Review: Valkyria Chronicles 4 refines the art of war

After two PSP sequels and middling success in the West, there was a long period of quiet for Valkyria Chronicles. Revered by those who played it, it was set to fade away like so many franchises before it. Thankfully, it found a larger audience on PC and PS4, and this unlikely fourth game became reality.

There’s a lot of pressure on a project that comes about like this, and the first Valkyria Chronicles casts a long shadow. Thankfully, Valkyria Chronicles 4 more than lives up to the legacy.

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Review: SNK Heroines: Tag Team Frenzy’s “fetishism explosion” is full of polarizing choices

The appeal of a fighting game can be all sorts of things. It can be about mechanical complexity, gorgeous animation, intense matches, speed or big combos, as well as any number of other aspects of the game. The importance of the appeal, though, is that the rest of the game builds around it, and that it’s indelibly defined by this one particular selling point. The game is its appeal.

SNK Heroines: Tag Team Frenzy certainly isn’t an exception, but its chosen appeal is… something.

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Review: Yakuza Kiwami 2 explores familial ties

With Yakuza Kiwami 2, Sega returns to the second PS2 game to give it a visual overhaul and a feature set to match modern titles. With the refreshingly rapid pace of localizations for the series and a renewed interest in the franchise in general, a lot of people have been playing a lot of Yakuza lately. So what’s going on with this one? Well… quite a bit, actually.

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Review: Touhou Genso Wanderer Reloaded takes players on a pleasant journey

Touhou Project has not always had the opportunity to show its best face in the west. The bullet hell shoot-’em-up line that established the series’ characters and world is fantastic, but obscure. The titles that get the most attention and exposure are localized doujin games belonging to different genres. This means people are plopped into sub-par titles, like Touhou Kobuto V, or the palatable Touhou: Scarlet Curiosity. Fortunately, there is one “good” Touhou spin-off and it has received a definitive edition that offers more people a chance to see a better side of the series. Touhou Genso Wanderer Reloaded is that game.

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Review: Sanrio Characters Picross hopes people like mascots and puzzles

Big news for Jupiter Picross fans! A momentous day is about to arrive. Nintendo 3DS owners worldwide can soon play Sanrio Characters Picross. Most of the basics we covered not long after its Japanese debut. The short of it is, players get more nonograms! If you enjoy puzzles, you will probably enjoy it! But, there are a few details to consider when determining how much it will or won’t appeal to you.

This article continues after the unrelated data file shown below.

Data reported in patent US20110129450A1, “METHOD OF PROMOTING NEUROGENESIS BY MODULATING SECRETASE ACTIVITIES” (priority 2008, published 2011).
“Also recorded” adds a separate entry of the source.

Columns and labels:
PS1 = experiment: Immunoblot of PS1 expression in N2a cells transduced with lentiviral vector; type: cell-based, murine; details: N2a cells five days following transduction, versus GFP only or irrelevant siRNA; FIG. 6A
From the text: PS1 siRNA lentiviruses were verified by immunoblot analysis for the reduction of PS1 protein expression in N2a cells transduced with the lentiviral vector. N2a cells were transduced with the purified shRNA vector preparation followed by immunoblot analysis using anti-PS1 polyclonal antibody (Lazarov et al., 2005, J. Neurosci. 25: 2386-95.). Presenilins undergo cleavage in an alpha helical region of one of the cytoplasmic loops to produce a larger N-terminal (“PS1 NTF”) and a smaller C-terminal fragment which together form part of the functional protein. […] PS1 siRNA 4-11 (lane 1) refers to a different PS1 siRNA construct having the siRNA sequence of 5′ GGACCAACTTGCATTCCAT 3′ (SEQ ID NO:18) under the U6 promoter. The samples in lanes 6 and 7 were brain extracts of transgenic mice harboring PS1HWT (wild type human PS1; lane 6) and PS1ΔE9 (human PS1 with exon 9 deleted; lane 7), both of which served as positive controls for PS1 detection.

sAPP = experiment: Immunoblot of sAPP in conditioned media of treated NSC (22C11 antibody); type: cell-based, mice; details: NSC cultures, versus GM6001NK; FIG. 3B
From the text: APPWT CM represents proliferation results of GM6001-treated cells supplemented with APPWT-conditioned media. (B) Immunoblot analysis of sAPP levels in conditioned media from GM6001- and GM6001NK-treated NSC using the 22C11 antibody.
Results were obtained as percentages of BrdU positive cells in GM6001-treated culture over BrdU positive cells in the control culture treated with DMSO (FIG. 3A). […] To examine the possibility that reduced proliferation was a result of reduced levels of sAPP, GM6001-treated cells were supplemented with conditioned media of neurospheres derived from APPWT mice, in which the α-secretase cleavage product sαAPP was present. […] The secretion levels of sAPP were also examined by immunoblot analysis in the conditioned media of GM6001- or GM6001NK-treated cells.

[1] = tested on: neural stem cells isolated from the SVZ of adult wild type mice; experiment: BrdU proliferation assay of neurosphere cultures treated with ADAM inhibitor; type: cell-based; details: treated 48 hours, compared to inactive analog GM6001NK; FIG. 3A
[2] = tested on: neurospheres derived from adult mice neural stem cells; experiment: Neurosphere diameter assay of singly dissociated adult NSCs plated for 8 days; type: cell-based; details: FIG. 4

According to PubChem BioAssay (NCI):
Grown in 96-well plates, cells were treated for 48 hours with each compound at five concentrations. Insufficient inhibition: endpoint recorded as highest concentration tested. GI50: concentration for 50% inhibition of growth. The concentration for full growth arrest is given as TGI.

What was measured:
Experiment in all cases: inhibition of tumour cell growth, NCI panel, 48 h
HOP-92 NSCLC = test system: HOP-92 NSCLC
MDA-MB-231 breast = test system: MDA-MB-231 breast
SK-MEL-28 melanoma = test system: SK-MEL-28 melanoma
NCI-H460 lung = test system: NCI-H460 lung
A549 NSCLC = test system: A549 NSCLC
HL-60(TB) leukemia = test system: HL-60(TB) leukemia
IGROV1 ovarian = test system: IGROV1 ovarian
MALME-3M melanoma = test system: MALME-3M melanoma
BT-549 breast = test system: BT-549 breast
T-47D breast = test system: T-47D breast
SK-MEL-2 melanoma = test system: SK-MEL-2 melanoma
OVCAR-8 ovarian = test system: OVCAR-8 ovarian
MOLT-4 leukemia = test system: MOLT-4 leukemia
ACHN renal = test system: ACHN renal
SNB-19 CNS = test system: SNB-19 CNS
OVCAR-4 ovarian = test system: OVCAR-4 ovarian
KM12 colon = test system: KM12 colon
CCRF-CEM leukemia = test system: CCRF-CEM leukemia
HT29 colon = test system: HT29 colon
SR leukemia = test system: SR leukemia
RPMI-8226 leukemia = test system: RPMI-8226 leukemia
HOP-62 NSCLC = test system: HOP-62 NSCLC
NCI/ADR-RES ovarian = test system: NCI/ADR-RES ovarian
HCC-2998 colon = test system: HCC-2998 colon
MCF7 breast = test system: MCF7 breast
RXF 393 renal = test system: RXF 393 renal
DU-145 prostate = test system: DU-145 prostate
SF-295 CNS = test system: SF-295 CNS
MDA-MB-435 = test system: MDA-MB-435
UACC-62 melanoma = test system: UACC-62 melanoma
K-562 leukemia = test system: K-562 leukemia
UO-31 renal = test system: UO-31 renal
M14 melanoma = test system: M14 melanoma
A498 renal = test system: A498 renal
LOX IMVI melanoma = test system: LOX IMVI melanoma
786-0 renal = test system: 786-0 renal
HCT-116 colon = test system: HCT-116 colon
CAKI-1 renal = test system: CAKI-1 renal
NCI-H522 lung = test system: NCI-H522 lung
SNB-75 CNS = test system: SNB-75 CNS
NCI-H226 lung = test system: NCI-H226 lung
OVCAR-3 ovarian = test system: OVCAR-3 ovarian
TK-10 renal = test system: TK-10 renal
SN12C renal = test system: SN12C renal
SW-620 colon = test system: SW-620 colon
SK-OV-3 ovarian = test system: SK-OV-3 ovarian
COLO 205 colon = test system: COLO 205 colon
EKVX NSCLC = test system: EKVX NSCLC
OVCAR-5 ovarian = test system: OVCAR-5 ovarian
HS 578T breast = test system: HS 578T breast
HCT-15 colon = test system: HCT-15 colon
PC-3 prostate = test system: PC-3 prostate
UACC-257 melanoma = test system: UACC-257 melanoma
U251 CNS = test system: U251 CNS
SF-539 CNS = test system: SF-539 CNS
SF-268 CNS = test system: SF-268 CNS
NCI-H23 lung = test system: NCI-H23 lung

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Review: Lumines Remastered revives puzzle fusion

While the Lumines series has seen life over the past decade or so, there’s a particular charm to the initial PSP release, and a return addresses that nostalgic urge more than newer entries like Electronic Symphony and the mobile releases. This isn’t the first time we’ve seen the game revisited, but it’s the latest, it brings with it a polish and some new features that make it worth a return.

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Review: Musynx roughly rounds up radical rhythms

Between PM Studios and acttil, quite a few rhythm games have received releases in new regions. I mean, Superbeat: Xonic, Deemo: The Last Recital, DJ Max entries and a physical copy of Voez are all available as a result of their influence. It is no surprise they are also behind the appearance of Musynx, another title where people tap in time with icons as they fall towards an indicator line. A pleasant enough port of a mobile game, it literally tosses over 90 titles at you and hopes you have a good time listening to them.

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Review: The Lost Child finds its place

There comes a point where people develop certain expectation when they hear a game is a first-person dungeon crawler. Long slogs into labyrinths to map out their intricacies, character management, devious traps and hours spent exploring all come to mind. But this is not necessarily the case with The Lost Child. This game mixes in elements from other genres, like visual novels. It inhabits the same world as El Shaddai: Ascension of the Metatron, Director Takeyasu Sawaki’s previous game. It even factors morality into party building. It is an interesting blend that helps stave off monotony and offer additional intrigue.

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